Film: Shershaah (Playing on Amazon Prime)
Duration: 135 minutes
Cast: Sidharth Malhotra, Kiara Advani, Shiv Pandit, Pawan Chopra and Nikitin Dheer.
By Troy Ribeiro
“War is a bitch, it doesn’t even let you say goodbye to your loved ones properly.” This emotionally-laden dialogue in a gut-wrenching scene aptly conveys the pathos of the soldiers in the battlefield.
Director Vishnuvardhan’s ‘Shershaah’ is a patriot’s journey, the biopic of Captain Vikram Batra, an officer of the Indian Army who was posthumously awarded the Param Vir Chakra, India’s highest award for bravery in the battlefield, after the 1999 Kargil War.
At the very start we are given an insight into Vikram’s character when he says to his dad, “Meri cheez mere se koi nahin chheen sakta hai, papa.” The film narrated through his brother Vishal Batra’s point of view, despite being predictable, is a mildly rousing and fairly entertaining portrayal of the war hero.
There appears to be some freshness in the narrative despite foreseeable, emotional and gut-wrenching moments plugged into the plot. What keeps you hooked is the romance track between the ‘Khatri Punjabi’ Vikram Batra (Sidharth Malhotra) and ‘Sardarni’ Dimple (Kiara Advani). How their love blossoms and then Vikram leaves her to follow his dream of being a part of the Indian Army, forms the crux of the tale.
You witness in Kashmir how Vikram wins over the hearts of the local populace and the confidence of his seniors and colleagues. The plot is interspersed with a couple of frontline battle scenes on the Himalayan terrain, a few where the Indian Army ferrets out terrorists from Kashmiri homes, a brutal ambush, and when Vikram, driven berserk by grief, rage and a sense of revenge, takes action that ends up cutting his life short.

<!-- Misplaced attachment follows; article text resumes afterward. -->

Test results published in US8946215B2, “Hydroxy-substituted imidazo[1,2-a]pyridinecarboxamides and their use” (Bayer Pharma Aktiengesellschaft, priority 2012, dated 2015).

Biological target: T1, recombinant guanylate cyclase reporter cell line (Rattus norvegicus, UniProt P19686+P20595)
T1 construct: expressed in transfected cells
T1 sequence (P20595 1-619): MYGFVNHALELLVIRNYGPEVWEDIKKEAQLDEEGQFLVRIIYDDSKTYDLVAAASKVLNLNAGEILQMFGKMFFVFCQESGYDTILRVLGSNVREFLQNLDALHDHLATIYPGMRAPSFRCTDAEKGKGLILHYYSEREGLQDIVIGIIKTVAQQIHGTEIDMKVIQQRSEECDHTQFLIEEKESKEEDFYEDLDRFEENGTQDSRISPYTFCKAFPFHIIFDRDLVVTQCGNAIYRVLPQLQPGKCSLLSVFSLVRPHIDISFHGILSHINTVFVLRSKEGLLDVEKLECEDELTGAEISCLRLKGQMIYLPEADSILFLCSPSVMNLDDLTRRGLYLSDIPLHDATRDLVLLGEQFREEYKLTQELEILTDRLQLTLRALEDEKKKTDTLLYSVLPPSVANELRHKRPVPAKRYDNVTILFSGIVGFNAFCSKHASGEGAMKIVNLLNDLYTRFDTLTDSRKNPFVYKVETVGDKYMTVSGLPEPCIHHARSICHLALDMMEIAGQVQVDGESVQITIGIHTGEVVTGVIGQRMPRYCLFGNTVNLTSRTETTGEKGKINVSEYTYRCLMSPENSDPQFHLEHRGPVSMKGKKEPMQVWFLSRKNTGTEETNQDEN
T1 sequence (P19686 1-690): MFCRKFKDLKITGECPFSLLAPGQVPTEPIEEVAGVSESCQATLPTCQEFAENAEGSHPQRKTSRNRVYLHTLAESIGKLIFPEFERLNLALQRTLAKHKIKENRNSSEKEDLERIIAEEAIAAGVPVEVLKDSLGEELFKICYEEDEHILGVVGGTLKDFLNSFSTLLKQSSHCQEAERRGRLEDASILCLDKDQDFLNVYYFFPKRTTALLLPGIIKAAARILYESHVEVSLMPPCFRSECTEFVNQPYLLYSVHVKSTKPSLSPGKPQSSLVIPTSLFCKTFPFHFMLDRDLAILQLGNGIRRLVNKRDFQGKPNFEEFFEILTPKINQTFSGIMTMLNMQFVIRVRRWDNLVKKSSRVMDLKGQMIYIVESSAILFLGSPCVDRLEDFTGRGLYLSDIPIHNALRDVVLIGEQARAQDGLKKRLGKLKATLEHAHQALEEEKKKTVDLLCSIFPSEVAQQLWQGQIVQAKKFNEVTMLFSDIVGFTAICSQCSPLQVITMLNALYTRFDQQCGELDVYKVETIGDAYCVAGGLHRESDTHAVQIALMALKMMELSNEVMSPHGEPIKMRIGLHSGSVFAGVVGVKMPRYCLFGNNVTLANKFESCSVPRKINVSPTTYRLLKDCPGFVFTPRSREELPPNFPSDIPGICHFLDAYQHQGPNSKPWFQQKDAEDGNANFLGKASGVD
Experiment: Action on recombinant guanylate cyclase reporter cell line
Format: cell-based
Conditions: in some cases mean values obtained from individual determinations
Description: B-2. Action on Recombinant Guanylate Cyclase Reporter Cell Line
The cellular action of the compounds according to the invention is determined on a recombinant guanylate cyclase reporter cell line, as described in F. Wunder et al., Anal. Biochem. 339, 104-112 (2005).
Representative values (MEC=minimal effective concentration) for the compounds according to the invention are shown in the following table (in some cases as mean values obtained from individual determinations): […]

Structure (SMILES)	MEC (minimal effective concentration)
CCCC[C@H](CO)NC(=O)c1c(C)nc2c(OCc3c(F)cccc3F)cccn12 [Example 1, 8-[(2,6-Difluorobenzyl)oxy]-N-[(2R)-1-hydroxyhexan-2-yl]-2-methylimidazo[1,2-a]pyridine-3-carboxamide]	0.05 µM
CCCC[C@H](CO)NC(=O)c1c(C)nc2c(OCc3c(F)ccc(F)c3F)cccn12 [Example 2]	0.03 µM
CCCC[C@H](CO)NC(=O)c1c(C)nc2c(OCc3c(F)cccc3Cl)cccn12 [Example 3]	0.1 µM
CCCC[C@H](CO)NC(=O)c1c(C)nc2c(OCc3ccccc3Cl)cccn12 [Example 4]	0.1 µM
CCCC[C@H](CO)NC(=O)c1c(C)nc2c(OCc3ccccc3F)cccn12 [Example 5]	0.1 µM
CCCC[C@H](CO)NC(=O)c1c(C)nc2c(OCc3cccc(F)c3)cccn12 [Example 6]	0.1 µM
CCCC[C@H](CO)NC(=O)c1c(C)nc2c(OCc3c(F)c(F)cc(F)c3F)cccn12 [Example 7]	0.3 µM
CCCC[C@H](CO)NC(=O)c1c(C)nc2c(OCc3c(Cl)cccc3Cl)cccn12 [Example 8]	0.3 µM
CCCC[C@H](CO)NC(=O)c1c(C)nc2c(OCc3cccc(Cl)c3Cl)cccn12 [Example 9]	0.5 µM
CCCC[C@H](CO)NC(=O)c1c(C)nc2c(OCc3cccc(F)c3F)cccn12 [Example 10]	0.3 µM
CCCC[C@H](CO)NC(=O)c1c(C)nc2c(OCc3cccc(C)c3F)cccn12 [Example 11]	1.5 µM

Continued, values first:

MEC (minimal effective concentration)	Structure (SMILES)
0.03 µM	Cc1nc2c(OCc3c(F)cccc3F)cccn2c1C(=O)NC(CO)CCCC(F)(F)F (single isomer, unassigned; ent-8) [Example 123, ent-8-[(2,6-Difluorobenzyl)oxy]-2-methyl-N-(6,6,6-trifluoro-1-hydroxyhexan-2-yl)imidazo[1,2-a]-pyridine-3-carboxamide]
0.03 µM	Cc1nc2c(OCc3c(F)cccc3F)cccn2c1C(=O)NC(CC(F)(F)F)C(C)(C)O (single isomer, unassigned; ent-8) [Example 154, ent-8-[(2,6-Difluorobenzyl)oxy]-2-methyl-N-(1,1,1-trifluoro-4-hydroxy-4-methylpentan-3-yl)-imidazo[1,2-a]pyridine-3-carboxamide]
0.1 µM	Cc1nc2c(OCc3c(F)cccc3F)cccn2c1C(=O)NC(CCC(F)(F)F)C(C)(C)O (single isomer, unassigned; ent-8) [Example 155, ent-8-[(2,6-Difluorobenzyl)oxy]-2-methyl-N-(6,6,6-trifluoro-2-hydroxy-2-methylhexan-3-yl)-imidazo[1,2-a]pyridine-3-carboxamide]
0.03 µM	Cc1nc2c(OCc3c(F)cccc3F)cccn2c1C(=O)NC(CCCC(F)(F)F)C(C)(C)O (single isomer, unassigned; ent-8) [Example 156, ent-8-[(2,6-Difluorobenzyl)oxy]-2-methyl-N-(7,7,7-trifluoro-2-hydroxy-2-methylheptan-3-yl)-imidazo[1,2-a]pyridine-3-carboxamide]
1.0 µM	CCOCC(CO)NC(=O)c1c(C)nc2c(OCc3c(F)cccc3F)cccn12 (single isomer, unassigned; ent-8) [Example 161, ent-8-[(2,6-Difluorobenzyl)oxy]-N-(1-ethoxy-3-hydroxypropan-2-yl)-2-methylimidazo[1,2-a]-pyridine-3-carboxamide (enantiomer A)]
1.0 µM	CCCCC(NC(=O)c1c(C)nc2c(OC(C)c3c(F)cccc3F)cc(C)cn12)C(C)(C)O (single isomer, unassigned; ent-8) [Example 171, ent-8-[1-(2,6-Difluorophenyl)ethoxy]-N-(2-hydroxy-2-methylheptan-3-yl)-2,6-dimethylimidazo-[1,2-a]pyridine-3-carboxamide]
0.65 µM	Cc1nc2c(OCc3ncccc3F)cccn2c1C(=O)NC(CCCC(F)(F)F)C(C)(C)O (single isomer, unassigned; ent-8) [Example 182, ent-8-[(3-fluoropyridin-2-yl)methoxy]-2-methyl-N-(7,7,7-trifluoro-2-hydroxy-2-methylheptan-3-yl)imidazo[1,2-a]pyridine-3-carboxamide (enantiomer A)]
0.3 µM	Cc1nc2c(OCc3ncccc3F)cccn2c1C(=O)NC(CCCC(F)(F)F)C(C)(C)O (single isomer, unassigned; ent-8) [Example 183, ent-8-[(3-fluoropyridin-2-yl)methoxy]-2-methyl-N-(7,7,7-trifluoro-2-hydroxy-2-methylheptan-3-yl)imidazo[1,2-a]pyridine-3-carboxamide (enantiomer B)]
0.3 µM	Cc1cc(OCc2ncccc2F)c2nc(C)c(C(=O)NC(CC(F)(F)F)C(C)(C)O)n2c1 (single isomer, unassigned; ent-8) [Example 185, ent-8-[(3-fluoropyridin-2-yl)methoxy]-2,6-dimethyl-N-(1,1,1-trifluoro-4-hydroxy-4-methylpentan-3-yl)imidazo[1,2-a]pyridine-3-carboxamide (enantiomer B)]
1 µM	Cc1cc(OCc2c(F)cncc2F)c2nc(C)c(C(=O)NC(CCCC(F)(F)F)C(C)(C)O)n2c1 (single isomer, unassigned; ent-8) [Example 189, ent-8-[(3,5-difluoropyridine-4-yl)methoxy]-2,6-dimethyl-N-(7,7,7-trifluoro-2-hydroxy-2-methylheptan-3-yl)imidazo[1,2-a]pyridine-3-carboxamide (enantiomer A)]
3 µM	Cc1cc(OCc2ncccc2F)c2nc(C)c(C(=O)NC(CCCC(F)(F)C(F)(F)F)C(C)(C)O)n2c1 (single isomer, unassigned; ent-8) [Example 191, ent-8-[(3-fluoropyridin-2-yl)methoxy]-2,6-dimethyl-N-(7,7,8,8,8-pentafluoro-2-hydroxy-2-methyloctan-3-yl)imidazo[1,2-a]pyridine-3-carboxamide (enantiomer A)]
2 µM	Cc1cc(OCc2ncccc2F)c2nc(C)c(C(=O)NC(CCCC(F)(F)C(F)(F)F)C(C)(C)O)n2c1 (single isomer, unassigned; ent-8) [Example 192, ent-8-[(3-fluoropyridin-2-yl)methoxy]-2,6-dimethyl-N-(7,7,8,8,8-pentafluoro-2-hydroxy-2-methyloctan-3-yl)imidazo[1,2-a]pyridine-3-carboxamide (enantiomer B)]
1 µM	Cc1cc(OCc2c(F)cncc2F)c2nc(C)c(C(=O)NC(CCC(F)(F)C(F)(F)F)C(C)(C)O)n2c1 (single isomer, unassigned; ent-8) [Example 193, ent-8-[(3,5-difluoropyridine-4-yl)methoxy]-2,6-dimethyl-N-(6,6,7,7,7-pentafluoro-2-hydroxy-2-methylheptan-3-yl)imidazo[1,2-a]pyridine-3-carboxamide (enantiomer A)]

These carnage-packed action scenes, despite being slickly mounted with fast razor-sharp edits, stylistic visuals and extensive use of special effects, including frequent depiction of explosions, lack the haunting tension factor.
Sidharth Malhotra delivers a charming and effective performance and his romance with Kiara Advani is palpable. With her natural looks and consistent accent, Kiara performs ably. She matches Sidharth’s histrionics. Together, they make a striking pair.
Every other actor is aptly cast. They are all pitch-perfect in their mannerisms and body language and their performances are what keep you hooked.
Kamaljeet Negi’s cinematography is strikingly brilliant. His camera movements are smooth and extremely focused. Each frame is well-angled and impressive. He captures the vast landscape in day and night shots, as well as the other shots with equal brilliance.
Overall, this film, which is dedicated to the 527 martyrs who sacrificed their lives to win back our land, is an earnest portrayal.